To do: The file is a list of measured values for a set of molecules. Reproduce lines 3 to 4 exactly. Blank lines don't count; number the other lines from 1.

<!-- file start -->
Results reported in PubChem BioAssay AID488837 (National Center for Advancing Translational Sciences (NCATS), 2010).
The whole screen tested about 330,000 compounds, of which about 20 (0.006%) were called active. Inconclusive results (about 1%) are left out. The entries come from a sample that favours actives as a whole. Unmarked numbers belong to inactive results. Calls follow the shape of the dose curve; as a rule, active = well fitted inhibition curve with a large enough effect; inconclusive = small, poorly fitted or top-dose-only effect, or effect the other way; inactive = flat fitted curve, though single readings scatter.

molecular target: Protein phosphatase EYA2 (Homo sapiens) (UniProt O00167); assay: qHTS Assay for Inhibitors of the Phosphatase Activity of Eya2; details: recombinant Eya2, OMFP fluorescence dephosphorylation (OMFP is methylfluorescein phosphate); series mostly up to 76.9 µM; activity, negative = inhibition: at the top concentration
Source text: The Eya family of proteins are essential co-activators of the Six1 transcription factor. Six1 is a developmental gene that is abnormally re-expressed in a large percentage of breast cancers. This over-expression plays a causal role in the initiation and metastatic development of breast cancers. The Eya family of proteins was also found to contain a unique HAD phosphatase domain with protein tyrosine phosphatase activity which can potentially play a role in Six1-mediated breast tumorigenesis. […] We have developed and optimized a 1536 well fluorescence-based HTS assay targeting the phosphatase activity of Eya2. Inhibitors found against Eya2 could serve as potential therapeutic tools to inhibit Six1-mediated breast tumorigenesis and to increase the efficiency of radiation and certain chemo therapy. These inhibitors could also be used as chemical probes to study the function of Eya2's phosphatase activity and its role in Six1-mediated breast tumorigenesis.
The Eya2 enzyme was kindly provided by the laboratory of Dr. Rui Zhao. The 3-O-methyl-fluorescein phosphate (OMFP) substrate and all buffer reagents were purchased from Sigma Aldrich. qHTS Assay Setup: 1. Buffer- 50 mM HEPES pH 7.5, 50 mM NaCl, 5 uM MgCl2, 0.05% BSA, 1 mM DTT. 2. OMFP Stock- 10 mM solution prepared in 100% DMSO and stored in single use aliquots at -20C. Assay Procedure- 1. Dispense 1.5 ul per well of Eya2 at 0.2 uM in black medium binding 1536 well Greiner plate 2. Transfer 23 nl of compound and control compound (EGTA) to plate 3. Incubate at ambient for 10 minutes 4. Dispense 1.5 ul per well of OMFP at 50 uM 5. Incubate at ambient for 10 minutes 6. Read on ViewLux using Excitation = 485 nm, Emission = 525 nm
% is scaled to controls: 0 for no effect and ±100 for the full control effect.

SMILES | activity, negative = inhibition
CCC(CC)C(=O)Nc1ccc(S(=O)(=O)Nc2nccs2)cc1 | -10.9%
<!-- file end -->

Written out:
molecular target: Protein phosphatase EYA2 (Homo sapiens) (UniProt O00167); assay: qHTS Assay for Inhibitors of the Phosphatase Activity of Eya2; details: recombinant Eya2, OMFP fluorescence dephosphorylation (OMFP is methylfluorescein phosphate); series mostly up to 76.9 µM; activity, negative = inhibition: at the top concentration
Source text: The Eya family of proteins are essential co-activators of the Six1 transcription factor. Six1 is a developmental gene that is abnormally re-expressed in a large percentage of breast cancers. This over-expression plays a causal role in the initiation and metastatic development of breast cancers. The Eya family of proteins was also found to contain a unique HAD phosphatase domain with protein tyrosine phosphatase activity which can potentially play a role in Six1-mediated breast tumorigenesis. […] We have developed and optimized a 1536 well fluorescence-based HTS assay targeting the phosphatase activity of Eya2. Inhibitors found against Eya2 could serve as potential therapeutic tools to inhibit Six1-mediated breast tumorigenesis and to increase the efficiency of radiation and certain chemo therapy. These inhibitors could also be used as chemical probes to study the function of Eya2's phosphatase activity and its role in Six1-mediated breast tumorigenesis.